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Old 02-08-2017, 01:27 AM   #1 (permalink)
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Default Uneven blanks

When I turn a blank, I get it down to a reasonable width with tools, then I go the rest of the way to the bushings with sandpaper. I've never had an issue, however, I was working with some spalted oak in a slimline style and I noticed that one side of the blanks was flat and even with the bushings while the other sides were still thick. I kept trying to sand them even and round but it just got worse. Eventually the flat side was even becoming indented while the other sides were still thick. I thought maybe my mandrel was bent but I fixed the problem slightly by getting my tools out and lightly running them down the blanks. It evened them out. Any ideas? Was the grain on that side of the blanks softer maybe and more likely to quickly sand down compared to the other sides?
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Old 02-08-2017, 03:27 AM   #2 (permalink)
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Common problem with spalted woods and sometimes with cross-cut pieces . Wood density and hardness can vary a lot within a blank . One of the reasons why some prefer stabilized blanks . Application of thin CA before sanding usually helps , but give it several hours to cure .

Last edited by 1080Wayne; 02-08-2017 at 03:30 AM.
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Old 02-08-2017, 05:40 AM   #3 (permalink)
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Bushings may be out of round .... it may not even be the outer diameter you need to worry about, but the inner that has been worn and damaged by rubbing against the mandrel.

See if replacing the mandrel and/or bushings solves your out-of-round problem.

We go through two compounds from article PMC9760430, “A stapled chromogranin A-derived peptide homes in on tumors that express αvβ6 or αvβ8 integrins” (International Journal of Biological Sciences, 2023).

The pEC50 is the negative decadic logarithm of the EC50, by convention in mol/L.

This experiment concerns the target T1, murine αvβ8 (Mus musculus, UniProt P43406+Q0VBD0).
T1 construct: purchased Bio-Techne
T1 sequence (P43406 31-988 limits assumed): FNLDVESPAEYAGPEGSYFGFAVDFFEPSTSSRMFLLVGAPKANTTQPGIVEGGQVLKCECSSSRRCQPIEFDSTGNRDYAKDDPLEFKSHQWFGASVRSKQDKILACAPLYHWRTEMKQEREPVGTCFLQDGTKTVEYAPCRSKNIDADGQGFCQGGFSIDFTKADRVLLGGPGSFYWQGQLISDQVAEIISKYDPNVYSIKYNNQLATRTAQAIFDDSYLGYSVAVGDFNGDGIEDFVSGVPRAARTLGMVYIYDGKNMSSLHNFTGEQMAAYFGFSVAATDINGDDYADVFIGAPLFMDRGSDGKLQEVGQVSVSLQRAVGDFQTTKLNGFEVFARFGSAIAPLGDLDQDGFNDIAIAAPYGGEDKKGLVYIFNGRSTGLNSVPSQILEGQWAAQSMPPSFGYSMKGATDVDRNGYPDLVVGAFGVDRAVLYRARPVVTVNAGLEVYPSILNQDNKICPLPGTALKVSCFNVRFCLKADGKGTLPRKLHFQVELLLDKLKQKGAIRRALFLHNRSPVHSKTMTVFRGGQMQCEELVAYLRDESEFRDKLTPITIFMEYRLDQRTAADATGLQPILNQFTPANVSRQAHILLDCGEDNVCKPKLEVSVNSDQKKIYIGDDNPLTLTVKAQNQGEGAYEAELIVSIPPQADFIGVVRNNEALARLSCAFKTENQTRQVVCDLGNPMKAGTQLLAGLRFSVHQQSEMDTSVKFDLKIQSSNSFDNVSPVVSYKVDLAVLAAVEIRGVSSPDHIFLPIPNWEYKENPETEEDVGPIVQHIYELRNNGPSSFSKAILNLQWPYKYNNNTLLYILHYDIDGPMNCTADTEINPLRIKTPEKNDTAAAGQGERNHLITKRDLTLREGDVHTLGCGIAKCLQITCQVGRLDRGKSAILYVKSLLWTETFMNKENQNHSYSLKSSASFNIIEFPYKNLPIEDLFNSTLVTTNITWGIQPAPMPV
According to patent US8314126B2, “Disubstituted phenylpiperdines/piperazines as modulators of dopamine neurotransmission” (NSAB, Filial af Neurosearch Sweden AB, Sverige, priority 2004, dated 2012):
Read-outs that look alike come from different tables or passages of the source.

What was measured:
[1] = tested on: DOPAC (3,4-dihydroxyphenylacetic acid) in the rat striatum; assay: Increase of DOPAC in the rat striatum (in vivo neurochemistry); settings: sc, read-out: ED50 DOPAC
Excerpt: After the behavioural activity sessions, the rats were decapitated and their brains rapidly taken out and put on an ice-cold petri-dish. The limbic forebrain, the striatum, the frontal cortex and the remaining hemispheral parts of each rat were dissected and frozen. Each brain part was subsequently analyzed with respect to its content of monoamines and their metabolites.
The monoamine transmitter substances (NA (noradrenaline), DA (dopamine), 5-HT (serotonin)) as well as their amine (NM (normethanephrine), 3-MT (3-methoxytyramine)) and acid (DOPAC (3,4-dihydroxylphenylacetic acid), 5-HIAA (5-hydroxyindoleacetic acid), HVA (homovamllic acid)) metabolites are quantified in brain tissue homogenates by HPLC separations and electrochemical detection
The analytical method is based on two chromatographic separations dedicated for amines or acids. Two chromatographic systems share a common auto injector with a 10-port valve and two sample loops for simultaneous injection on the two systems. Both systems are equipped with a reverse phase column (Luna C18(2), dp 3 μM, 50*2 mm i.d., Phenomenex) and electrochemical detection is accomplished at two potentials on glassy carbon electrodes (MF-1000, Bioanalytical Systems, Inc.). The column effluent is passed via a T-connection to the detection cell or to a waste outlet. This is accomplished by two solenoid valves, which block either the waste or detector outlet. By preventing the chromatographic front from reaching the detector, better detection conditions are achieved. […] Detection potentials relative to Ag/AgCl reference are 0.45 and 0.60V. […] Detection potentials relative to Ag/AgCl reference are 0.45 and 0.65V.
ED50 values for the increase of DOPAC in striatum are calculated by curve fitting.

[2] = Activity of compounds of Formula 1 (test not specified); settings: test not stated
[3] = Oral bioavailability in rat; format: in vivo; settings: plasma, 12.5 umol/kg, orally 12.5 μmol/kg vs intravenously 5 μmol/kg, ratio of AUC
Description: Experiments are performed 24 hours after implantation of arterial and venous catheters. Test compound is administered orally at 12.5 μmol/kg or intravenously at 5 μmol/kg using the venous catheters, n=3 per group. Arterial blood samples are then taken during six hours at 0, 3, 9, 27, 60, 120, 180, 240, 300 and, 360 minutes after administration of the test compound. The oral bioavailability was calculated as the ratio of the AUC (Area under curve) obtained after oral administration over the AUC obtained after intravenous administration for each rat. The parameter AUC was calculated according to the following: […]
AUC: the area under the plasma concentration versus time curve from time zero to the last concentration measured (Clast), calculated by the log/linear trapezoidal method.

Another possible fix is to switch over to working without a mandrel, and turning between centers.
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Old 02-08-2017, 06:50 AM   #4 (permalink)
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My guess is that the wood is softer in the areas where you are getting flat spots and more material is being removed quicker from those areas when sanding. Use a good sharp skew and try to minimize the amount of sanding that you have to do. Soak with thin ca before you start sanding as well.
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Old 02-08-2017, 07:10 AM   #5 (permalink)
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That is a common issue with certain woods and trying to sand it down. It means too much pressure is being applied. If you want to use sand paper to bring it down, and I have done this plenty of times, it needs to be done with gentile pressure and occasional use of skew or scraper. Scrapers do better on hard woods and skews do better on softer wood. In this case Oak has softer tissue and hard at the same time. As said above, soak it in CA. Turn down a little and sand. After sanding, put the skew/scraper to it gently to keep it round.